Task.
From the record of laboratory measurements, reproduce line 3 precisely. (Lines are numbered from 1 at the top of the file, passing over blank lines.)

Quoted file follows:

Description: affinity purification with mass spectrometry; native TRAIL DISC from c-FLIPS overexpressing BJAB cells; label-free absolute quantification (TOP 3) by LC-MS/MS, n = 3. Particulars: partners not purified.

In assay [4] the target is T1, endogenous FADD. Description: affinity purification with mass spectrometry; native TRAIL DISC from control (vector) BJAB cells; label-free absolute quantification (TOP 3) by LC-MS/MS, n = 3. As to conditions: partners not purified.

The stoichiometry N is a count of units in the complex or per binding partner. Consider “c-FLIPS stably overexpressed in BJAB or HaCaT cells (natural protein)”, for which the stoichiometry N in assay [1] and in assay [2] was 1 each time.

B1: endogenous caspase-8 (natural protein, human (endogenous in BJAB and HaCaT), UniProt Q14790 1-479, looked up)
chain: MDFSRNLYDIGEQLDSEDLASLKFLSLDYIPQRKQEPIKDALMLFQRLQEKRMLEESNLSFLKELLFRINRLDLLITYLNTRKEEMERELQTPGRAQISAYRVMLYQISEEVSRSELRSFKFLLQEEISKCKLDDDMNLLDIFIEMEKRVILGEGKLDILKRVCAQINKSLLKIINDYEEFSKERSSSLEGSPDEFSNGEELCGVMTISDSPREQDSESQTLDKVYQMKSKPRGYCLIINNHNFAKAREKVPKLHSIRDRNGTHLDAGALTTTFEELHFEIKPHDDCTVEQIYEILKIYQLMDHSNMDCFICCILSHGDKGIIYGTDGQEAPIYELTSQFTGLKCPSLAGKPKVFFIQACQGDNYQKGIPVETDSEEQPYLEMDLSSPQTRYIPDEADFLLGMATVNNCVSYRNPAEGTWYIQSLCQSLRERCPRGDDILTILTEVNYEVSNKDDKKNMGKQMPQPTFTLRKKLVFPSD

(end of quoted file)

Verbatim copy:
The stoichiometry N is a count of units in the complex or per binding partner. Consider “c-FLIPS stably overexpressed in BJAB or HaCaT cells (natural protein)”, for which the stoichiometry N in assay [1] and in assay [2] was 1 each time.